The Society of British and International Design – SBID – recently launched the SBID Intellectual Property – IP – initiative at the House of Commons event earlier this week to mark a new campaign designed to prevent IP theft within the interior design industry.
The campaign, which has been developed in association with TM-Eye and will kick off in January, aims to assist the industry in obtaining “objective evidence of design ownership”, according to SBID, and will update the “archaic discourse on intellectual property in design”.
The organisation used the event to announce plans to launch an IP register, which “will allow design owners to register their ideas from inception, giving them the confidence and support they need to bring a criminal charge against IP theft”
The program arises from a common problem that plagues the design industry: the theft of ideas included in commercial presentations that are then replicated by other parties without appropriate consent, credit, or compensation. In addition to diluting the brand and business of individual interior designers and their firms, this type of theft can often leave consumers oblivious to the fact that they’ve purchased inferior designs.
By leveraging TM Eye’s existing experience upholding design rights across industries ranging from luxury goods to pharmaceuticals, SBID hopes the initiative can eventually disentangle the issue of design rights from trademark law, which is often a major stumbling block to resolving infringement issues in the interior design space.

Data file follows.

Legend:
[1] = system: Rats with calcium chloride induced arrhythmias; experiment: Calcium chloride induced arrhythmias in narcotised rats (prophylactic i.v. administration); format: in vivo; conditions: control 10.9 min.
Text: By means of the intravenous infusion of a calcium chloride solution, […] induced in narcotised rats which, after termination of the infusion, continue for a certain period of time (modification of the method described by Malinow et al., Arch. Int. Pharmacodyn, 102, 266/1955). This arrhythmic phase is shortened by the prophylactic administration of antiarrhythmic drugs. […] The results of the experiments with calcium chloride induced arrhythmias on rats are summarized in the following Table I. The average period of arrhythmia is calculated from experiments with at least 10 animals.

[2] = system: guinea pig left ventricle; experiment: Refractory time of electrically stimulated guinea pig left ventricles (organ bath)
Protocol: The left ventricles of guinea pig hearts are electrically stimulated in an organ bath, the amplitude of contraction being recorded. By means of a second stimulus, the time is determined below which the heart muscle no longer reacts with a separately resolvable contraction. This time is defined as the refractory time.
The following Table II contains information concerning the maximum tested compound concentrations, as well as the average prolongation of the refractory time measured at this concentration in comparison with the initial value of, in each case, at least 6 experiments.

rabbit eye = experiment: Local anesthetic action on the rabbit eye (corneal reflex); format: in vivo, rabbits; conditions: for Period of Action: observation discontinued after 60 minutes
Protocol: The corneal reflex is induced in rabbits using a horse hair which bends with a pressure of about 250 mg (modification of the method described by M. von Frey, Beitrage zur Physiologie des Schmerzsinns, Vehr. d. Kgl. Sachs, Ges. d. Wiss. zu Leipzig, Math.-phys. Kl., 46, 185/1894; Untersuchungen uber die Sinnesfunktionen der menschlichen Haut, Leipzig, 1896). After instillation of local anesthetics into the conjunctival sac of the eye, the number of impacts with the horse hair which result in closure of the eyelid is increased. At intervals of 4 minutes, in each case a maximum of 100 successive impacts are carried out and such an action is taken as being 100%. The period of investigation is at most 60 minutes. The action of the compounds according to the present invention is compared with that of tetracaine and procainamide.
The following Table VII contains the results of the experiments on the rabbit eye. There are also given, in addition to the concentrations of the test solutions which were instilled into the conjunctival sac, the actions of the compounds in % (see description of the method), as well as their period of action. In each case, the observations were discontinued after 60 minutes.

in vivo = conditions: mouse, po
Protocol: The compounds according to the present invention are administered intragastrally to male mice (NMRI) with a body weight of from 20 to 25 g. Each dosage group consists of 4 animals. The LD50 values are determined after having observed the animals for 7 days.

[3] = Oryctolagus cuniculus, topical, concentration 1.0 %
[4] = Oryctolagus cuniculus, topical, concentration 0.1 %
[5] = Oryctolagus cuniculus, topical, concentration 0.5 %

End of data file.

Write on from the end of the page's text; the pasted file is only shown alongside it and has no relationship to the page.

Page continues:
With SBID’s awareness campaign set to launch in January and the international register set to launch later in 2018, interior designers are one step closer to having their ideas and creative output enjoy the protected status they deserve.
The Society of British and International Design (SBID) is the professional body registered in the UK to accredit professionals in interior design. In Brussels, at the European Council of Interior Architects (ECIA), they are the British professional body and representative for interior design and also provide the route to market for universal interior design education in the UK through the European Charter of Education.
SBID regulate and promote the interior design profession for their members; maintain the highest educational and professional shared standards; protect clients and consumers via a strict international code of ethics and conduct and provide impartial advice and guidance for our accredited professionals.
SBID also consult around the world to improve and progress the profession of interior design and as outlined in this latest Kitchens Kitchens news item they lobby government for improvement where relevant and intellectual property theft is very relevant to all creative industries and accounts for billions of lost revenue each year for the UK.